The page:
In this section, we will learn what the operators are and how to use them in C.
What Is an Operator in C?
If we want to multiply two or more values, we use asterisk symbol `*`. If there was a need to sum two values, we use plus `+` symbol.
int length = 3 *7;
The final value assigned to the `length` variable will be 21. This is because first the result of the multiplication will be declared and then this result will be sent to the `length` variable.
Also, there’s another symbol called assignment `=` which we used to assign a value to a variable.
int age = 24;
You might think that this `=` symbol means equal, but no! The equal sign in the world of C programming is `==`.
So in the example above, we’ve actually assigned the value 24 to the variable named `age`.
These signs and some others which we will introduce in this and the next sections are called `operators`.
Basically, operators will cause an operation to happen in C.
When we do operations like mathematical operation, there are at least two values involve which we call them `operand`.
Operands are values. These values could be the returned value of calling a function, the value assigned to a variable, or simply just a constant value.
Let’s take an example:
int numberOne = 240; int result = 330 + numberOne;
In the example above, we have the variable `numberOne` and `result`.
We first assigned the value 240 to the `numberOne` variable via assignment `=` operator and then in the next line we’ve used `+` operator to add together two operands `330` and the value assigned to `numberOne`. The sum of these two values is assigned to the `result` variable via the assignment `=` operator.
C LValues and RValues
Let’s take a look at a simple example:
int jackSalary = 200000; int ellenSalary = 160000; int totalSalary = jackSalary + ellenSalary;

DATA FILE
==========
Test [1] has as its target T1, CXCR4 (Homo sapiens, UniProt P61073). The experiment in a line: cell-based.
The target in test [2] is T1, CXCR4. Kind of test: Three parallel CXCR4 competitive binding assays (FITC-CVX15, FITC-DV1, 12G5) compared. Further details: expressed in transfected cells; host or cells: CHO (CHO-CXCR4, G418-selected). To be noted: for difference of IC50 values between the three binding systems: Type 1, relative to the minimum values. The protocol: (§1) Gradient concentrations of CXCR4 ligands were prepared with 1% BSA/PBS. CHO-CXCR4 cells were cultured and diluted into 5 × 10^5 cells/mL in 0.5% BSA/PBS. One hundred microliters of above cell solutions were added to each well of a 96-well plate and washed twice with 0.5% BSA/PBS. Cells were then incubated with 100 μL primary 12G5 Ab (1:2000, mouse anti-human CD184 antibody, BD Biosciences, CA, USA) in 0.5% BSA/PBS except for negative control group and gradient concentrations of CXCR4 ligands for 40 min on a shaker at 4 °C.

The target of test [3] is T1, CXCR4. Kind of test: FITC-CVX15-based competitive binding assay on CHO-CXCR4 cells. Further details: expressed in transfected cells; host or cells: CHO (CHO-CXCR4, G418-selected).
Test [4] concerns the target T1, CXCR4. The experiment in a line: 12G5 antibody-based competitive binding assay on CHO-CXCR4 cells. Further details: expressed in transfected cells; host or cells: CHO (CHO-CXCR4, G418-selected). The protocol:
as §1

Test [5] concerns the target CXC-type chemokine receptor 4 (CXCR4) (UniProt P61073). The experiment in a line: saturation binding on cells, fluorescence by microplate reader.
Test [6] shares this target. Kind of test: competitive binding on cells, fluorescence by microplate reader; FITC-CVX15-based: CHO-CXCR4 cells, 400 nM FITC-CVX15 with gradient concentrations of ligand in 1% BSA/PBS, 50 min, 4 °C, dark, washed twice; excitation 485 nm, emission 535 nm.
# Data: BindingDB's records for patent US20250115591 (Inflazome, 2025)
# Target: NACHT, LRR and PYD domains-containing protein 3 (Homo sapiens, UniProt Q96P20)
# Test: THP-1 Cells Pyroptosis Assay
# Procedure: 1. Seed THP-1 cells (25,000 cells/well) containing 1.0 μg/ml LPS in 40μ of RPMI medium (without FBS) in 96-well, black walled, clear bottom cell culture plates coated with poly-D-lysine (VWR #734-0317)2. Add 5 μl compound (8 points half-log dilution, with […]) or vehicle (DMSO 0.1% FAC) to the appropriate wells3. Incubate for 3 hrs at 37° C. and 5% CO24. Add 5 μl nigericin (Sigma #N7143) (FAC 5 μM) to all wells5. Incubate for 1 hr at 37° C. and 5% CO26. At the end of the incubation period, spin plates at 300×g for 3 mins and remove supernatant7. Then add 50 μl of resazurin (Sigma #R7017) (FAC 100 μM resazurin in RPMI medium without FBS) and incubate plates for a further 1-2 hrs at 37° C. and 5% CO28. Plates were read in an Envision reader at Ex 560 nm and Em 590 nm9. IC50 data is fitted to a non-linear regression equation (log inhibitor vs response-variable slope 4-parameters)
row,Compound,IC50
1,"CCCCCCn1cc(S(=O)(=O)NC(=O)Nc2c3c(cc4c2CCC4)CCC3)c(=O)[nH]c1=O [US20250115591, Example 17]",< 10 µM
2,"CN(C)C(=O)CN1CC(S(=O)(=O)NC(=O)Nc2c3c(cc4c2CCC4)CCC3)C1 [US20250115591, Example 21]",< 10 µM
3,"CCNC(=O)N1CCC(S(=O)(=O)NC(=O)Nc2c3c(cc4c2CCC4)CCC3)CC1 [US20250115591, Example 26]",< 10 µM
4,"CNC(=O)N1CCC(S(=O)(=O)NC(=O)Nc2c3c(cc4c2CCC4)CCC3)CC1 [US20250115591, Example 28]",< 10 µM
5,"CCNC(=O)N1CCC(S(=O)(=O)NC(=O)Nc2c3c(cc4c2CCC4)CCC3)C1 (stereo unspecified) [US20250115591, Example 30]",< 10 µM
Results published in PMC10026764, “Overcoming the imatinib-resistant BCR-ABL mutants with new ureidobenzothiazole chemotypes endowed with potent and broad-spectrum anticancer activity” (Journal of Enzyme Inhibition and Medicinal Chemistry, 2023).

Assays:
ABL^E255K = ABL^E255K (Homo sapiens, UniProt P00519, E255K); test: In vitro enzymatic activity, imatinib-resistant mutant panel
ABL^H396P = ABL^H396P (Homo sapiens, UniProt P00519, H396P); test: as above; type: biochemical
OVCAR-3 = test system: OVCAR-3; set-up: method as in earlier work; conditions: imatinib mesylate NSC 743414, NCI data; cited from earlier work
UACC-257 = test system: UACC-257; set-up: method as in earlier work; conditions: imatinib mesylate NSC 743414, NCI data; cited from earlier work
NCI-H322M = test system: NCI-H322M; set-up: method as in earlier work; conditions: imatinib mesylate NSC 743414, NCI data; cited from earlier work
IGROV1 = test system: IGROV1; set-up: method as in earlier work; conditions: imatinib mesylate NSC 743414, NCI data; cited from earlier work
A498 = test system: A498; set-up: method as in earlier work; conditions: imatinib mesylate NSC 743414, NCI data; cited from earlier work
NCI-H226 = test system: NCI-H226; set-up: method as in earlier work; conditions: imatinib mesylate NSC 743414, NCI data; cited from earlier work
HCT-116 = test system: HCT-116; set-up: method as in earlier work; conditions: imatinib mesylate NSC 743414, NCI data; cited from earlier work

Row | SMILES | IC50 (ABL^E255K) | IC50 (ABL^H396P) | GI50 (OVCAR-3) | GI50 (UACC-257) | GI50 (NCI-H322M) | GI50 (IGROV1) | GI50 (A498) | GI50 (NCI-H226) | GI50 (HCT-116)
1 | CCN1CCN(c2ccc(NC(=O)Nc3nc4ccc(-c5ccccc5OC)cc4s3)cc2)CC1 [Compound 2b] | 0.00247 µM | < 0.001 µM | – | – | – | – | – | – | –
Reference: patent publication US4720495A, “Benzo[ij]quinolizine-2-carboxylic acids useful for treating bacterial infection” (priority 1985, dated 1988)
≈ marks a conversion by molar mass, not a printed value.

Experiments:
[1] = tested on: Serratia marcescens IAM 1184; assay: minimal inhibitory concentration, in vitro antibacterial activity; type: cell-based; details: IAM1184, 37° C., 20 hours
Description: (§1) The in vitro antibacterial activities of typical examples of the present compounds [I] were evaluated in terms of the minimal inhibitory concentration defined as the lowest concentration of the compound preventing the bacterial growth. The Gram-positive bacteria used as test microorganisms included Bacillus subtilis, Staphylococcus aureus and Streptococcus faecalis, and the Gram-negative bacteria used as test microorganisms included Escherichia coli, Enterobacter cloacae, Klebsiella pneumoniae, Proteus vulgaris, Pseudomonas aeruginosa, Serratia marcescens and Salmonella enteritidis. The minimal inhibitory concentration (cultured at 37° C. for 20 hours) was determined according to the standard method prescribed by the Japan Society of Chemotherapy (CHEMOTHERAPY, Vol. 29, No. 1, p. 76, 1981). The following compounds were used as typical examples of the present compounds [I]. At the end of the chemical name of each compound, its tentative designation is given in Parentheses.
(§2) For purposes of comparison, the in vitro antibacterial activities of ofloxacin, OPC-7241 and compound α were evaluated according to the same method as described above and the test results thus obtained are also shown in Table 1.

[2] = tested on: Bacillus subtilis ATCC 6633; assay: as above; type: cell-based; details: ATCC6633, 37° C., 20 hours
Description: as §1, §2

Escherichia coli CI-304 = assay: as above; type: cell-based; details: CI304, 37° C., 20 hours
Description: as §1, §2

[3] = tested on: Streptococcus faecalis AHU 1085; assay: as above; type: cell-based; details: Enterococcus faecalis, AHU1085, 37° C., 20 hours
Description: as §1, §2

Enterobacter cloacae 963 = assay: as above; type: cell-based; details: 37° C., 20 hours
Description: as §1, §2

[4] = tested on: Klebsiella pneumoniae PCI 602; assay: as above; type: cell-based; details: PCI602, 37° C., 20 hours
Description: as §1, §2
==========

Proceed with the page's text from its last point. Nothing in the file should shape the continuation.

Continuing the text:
LValues are those values on the left side of the assignment operators and point to a space in the memory that we can use to store values. As we know from the variable section, a variable is a pointer to a location in the memory. So then `jackSalary`, `ellenSalary` and `totalSalary` are the right candidates for `LValues`.
So `LValues` variables:
- They point to a location in the memory.
- They reside on the left side of the symbol `=` operator.
Note: both conditions should apply to the LValues.
int jackSalary = 200000; 5000 = jackSalary;
The second assignment is wrong because the value 5000 is a constant and does not point to any location in the memory and so if you run the example above, the compiler will return an error instead of compiling the program properly.
Note: other than `=` operator, there are multiple assignment operators which you’ll learn about them in the assignment operators section.
The values that sit on the right side of the symbol `=` operator are called RValues.
RValues can be constant like 200, 1000, 2.2 etc., variables like `jackSalary` and `ellenSalary` that we saw in the example above, or any expression that yields a value like `jackSalary + ellenSalary` which at the end gives us a single value.
In the example above, the value 200000 and 160000 are RValues.
Also, the expression ` jackSalary + ellenSalary;` is an RValue because it yields a constant value.
List of C Operators
In C language, there are 5 supported categories of operators:
|Arithmetic Operators||+, -, * etc.|
|Assignment Operators||=, -=, += etc.|
|Comparison Operators||<, >, <=, >=, == etc.|
|Logical Operators||&&, ||, !|
|Bit fiddling operators (AKA bitwise operators)||<<, >>, ^, &, ||
In the next couple of sections, we will introduce and explain each of these operators.